A polymorphism in murine tph2 at nucleotide position 1473 has been described that profoundly affects the activity of the TPH2 enzyme and consequent levels of 5-HT in brain (Zhang et al. 2004). The 1473C allele encodes a proline (CCC) at residue 447, while the 1473G allele encodes arginine (CGC), with significant effects on the kinetic parameters of the enzyme; TPH2 bearing this missense mutation exhibits a 50–55% reduction in Vmax when expressed in Escherichia coli (Sakowski et al. 2006a), PC12 cells (Zhang et al. 2004), or natively in the brain (Zhang et al. 2004; Cervo et al. 2005; Isles et al. 2005). The segregation of the alleles 1473C and 1473G in the brain of a number of inbred mouse strains has now been demonstrated by several groups (Zhang et al. 2004; Cervo et al. 2005; Crowley et al. 2005; Isles et al. 2005; Kulikov et al. 2005, 2007; Izikki et al. 2007). Polymorphism at this single locus has been associated with differences in aggressive behaviours (Kulikov et al. 2005; Popova, 2006), cardiac hypertrophy (Izikki et al. 2007), pre-mRNA editing of 5-HT2C receptors (Englander et al. 2005; Hackler et al. 2006), and response to antidepressants (Cervo et al. 2005; Calcagno et al. 2007). This accounts for the majority of variation in 5-HT synthesis between inbred mouse strains (Kulikov et al. 2007).

We hypothesized that enteric neurones from inbred mouse strains also express polymorphic tph2, and that the resulting difference in neural 5-HT synthesis would correlate with functional outcomes in 5-HT-mediated motility patterns, permitting the role of 5-HT released from enteric nerves to be deduced by inter-strain comparisons. In this study, genetic, anatomical and functional methods were used to test this hypothesis. Preliminary results have been communicated (Neal & Bornstein, 2007b, 2008a; Neal et al. 2008).

Methods

Ethical approval

Ethical approval for these experiments was given by The University of Melbourne Animal Experimental Ethics Committee in accordance with the Australian Code of Practice for the Care and Use of Animals for Scientific Purposes.

Animals

C57Bl/6JArc (C57Bl/6) mice and Balb/cJArc (Balb/c) mice were obtained from the Animal Research Centre (Canning Vale, WA, Australia) and maintained on-site by the Biological Research Facility in the Departments of Physiology and Pharmacology at The University of Melbourne. Only adult males (> 17 g, 6–8 weeks old) were used. Mice for use in genetic studies were killed by CO2 asphyxiation to preserve the integrity of the brainstem for dissection; all other mice were killed by cervical dislocation. Subsequent procedures were carried out in vitro.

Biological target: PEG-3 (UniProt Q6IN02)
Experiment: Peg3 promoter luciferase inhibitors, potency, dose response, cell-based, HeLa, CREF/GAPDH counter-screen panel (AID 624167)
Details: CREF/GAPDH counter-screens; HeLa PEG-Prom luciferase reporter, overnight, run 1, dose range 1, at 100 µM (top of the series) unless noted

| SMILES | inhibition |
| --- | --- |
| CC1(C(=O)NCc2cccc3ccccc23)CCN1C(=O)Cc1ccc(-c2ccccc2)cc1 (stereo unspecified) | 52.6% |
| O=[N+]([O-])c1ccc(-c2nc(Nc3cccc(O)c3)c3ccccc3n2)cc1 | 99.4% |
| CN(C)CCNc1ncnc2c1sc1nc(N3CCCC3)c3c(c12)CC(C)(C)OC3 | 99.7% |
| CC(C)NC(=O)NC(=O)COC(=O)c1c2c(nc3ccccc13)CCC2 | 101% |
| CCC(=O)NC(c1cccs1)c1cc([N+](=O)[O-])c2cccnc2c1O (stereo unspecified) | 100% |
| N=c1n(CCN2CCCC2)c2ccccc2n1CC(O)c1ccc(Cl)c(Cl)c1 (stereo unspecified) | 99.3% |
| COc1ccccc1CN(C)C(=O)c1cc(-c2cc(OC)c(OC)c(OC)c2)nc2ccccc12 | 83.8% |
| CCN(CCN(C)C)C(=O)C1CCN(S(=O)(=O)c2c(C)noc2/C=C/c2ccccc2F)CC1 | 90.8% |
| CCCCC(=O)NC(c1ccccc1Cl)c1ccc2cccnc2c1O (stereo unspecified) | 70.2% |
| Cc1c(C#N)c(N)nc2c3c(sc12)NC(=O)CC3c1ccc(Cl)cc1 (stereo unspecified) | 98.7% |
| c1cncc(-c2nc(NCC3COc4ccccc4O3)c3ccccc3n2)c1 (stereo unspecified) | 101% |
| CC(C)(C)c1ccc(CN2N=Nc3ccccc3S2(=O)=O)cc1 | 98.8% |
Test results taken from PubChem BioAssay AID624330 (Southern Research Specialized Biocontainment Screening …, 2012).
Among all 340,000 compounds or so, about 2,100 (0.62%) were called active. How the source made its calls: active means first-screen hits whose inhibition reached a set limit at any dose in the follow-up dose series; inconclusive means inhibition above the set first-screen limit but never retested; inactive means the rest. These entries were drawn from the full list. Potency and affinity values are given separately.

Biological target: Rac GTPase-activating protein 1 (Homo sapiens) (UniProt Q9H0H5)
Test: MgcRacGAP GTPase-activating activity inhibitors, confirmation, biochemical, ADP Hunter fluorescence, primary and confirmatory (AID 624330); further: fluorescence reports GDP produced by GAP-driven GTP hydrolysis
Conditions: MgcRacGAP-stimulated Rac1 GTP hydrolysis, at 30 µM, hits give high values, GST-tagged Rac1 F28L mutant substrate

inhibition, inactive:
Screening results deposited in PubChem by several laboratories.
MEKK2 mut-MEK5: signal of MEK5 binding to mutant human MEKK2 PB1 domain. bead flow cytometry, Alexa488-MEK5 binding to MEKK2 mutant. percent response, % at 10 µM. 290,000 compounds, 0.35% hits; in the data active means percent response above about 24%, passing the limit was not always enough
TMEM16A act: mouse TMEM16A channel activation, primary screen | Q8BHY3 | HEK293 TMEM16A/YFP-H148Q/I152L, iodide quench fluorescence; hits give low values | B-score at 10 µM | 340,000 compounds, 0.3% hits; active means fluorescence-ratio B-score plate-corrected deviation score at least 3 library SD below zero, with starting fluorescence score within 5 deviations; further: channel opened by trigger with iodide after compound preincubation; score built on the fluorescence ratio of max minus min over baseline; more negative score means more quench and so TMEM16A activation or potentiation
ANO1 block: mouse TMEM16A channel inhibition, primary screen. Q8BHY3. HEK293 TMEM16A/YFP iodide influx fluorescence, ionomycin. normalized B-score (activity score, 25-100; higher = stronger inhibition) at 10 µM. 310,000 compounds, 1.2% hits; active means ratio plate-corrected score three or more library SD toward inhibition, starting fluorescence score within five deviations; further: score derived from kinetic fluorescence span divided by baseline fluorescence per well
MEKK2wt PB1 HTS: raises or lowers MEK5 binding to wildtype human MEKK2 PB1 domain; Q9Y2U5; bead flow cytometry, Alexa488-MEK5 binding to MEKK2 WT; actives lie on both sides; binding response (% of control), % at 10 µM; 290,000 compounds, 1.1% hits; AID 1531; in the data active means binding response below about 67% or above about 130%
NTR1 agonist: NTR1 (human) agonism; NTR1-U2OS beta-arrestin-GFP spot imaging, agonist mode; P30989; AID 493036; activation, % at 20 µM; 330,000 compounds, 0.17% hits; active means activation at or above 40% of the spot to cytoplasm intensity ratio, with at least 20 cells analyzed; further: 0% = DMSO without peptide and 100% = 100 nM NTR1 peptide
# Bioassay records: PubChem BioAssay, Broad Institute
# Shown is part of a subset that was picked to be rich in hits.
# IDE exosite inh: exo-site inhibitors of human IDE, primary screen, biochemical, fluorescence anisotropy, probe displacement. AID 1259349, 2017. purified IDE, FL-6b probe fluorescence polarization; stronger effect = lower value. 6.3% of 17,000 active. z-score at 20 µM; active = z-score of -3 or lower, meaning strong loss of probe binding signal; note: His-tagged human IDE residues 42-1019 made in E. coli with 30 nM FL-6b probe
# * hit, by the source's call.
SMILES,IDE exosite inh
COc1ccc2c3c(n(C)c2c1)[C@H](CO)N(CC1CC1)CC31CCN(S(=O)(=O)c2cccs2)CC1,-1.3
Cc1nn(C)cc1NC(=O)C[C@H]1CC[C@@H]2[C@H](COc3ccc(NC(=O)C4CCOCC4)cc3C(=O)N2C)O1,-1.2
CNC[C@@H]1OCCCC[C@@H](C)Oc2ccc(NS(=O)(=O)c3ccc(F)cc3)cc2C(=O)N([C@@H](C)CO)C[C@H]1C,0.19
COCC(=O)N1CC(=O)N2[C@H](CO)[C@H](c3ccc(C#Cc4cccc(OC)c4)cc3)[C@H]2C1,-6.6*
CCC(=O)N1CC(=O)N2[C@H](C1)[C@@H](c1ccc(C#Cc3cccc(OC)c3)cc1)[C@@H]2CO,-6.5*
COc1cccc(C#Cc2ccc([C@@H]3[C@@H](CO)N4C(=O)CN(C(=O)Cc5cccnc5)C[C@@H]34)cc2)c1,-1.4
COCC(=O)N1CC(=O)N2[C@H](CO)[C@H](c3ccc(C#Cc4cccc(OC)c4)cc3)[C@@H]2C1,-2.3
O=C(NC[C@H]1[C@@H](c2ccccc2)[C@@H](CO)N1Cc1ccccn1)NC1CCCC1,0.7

Genetic studies

Tissue preparation Samples of brainstem, duodenum, jejunum and distal colon were removed from the animal and dissected on ice. Samples were bathed in sterile, iced phosphate-buffered saline (PBS; 0.01 m) throughout. Mucosa and circular muscle were quickly removed from the underlying longitudinal muscle–myenteric plexus (LM-MP) using sterile forceps, and discarded. All further processing of gut samples for standard and reverse transcriptase- (RT-) PCR work was performed on LM-MP samples alone.

Genomic DNA extraction DNA was isolated from gut tissue homogenized in 100 μl NaOH (25 mm) and EDTA (0.2 mm), incubated at 95°C for 45 min, and buffered with Tris-HCl (40 mm, pH 5.0). Samples were centrifuged at 9391 g at room temperature for 2 min. The supernatant was taken for standard PCR.

Standard PCR The expression of tph2 polymorphism C1473G was assessed in genomic DNA from Balb/c and C57Bl/6 mice using standard PCR as previously described (Zhang et al. 2004). All standard PCR was performed in a Mastercycler Gradient machine (Eppendorf AG, Hamburg, Germany). Each 20 μl PCR reaction consisted of (μl): sterile H2O (15.7); 10× pre-mixed reaction buffer with 10 m MgCl (2); 10 mm deoxyribonucleotide triphosphate (dNTP) mix (0.5); forward primer (0.2); control reverse primer (0.2); allele-specific reverse primer (either C or G, 0.2); EconoTaq (0.2); and template (1). Primers were obtained from Geneworks Pty Ltd (Hindmarsh, SA, Australia); EconoTaq DNA polymerase was obtained from Lucigen Corp. (Middleton, WI, USA); dNTP mix and pre-mixed reaction buffer were obtained from Scientifix Pty Ltd (Cheltenham, VIC, Australia). Sterile water was used as a negative control. PCR products (3 μl) were resolved by gel electrophoresis on 0.5% TBE agarose gels with ethidium bromide (Invitrogen Australia Pty Ltd, Mount Waverley, VIC, Australia). A 100 bp TrackIt DNA ladder (Invitrogen) was used to estimate PCR product size. Gels were photographed using the UVP BioDoc-IT System (2UV Transilluminates; Pathtech Pty Ltd, Box Hill, VIC, Australia).